2. It’s easier to get all team members involved in plans

There’s no need to worry about who you need to CC into emails or invite to meetings: you can tag specific people into messages and meeting invites, but they’ll be visible to all. This means there’s greater transparency and people can decide to pop into a meeting even if they’ve not specifically been invited. Done right, using Teams means there’ll be far less hurt feelings about being left out of the loop.

3. Office 365 tools are familiar to everyone

Virtually everyone has experience using Word, Powerpoint and other Office 365 applications. This familiarity with O365 tools means user adoption could be easier than you expect.

4. You can get started for free

That’s right, you can start using Teams for free. This means that you can use the application even if you don’t have an Office 365 subscription. The option is there to upgrade to a paid version at any time for those who’d like to take advantage of the full capabilities of Teams.

5. Supporting remote work

Because it’s a cloud-based tool, Teams is great for supporting people who work from home. The chat makes sure staff still feel part of the conversation and can easily ask questions even if they’re not in the office. Meanwhile, the cloud-based storage means they always have access to all the files they need and you can host video meetings via Skype to help keep everyone in the loop.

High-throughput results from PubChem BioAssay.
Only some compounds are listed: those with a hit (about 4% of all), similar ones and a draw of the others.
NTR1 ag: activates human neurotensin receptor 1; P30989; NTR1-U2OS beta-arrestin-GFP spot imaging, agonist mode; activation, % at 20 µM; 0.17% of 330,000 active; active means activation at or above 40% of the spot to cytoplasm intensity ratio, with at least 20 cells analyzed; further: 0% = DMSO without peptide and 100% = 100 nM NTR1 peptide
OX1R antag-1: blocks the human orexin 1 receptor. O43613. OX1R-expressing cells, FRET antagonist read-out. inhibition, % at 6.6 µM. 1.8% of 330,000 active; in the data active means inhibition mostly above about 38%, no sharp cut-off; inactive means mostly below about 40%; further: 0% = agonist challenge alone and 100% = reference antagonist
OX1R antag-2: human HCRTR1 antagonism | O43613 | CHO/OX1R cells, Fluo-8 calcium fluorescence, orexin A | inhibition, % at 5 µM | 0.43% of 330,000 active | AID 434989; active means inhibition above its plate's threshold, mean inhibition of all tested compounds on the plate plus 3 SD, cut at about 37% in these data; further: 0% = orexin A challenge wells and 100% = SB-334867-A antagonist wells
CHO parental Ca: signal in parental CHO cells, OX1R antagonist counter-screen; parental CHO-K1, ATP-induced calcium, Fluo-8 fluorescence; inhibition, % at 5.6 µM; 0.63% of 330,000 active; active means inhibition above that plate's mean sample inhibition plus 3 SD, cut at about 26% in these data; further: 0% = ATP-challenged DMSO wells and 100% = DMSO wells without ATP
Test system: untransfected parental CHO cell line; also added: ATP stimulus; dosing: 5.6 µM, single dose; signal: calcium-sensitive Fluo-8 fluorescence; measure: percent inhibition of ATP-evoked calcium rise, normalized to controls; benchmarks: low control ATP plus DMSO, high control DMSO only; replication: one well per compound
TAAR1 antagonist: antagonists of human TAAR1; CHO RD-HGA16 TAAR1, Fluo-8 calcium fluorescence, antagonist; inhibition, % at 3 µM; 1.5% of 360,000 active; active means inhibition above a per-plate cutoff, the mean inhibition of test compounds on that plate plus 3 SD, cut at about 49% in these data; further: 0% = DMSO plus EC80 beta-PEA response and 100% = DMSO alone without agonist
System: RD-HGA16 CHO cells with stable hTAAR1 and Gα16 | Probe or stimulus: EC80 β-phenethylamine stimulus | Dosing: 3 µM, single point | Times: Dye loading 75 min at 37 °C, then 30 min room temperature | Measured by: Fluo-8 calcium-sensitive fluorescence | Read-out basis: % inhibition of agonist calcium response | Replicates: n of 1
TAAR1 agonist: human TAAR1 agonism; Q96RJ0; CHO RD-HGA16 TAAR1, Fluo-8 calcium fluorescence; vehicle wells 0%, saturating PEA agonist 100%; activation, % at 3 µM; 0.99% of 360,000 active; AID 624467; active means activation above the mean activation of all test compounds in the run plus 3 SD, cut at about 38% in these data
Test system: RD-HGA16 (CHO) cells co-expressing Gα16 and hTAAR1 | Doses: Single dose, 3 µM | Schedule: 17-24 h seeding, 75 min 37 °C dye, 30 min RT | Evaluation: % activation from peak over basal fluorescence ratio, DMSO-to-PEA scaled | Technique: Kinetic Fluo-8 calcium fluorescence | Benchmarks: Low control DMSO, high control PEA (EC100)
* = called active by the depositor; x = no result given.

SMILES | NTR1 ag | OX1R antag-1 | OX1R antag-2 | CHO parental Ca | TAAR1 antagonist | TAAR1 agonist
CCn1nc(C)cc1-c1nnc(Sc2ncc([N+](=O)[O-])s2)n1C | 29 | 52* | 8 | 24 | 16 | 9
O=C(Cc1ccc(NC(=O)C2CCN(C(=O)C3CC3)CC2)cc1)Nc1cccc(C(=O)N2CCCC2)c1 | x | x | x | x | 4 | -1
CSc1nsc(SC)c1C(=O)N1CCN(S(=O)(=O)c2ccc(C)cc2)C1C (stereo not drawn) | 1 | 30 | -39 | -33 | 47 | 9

Potential pitfalls with Microsoft Teams and how to avoid them

One of the potential pitfalls with Teams is that it might be hard to get the whole team on board. Ideally, shifting to Teams means that Outlook will no longer be used for your internal comms because it’s easier to keep it all on one channel. Email would then be mostly reserved for external communications.

That being said, this is easier said than done. After all, we’ve all got our work habits and these can be hard to shift – especially if they’ve been accumulated over years, even decades. Some people might be reluctant to change their ways and convincing them can take time.

It’s also easy to set up too many Channels, making your experience with Teams confusing. It can be difficult to gauge exactly what you’ll need from Teams before getting started, but do take some time to figure out which Channels you really need before creating them – you’ll likely need fewer than you’d think.

As Teams automatically creates updated versions of any files you edit, make sure you don’t create new ones; otherwise, you’ll have multiple versions of a file floating around and it’ll be hard to discern what the latest version is.

One of the best ways to overcome all of these pitfalls is to have a set process and etiquette in place for using Teams. This includes basic training, guidelines for what kind of communication Channels are used for and rules limiting the creation of Channels and multiple files for one piece of work.

You should also have rules in place for reorganising files in the Channel root folders, as this will break all previous links to them in conversations. It’s also a good idea to limit people’s ability to carry out certain tasks in admin settings to only what’s necessary.

The bottom line

All in all, Teams offers easier collaboration and improved communication, making it an excellent resource for many different types of organisations. If you’d like to talk to our experts about how Microsoft Teams could work into your IT strategy, please get in touch with us.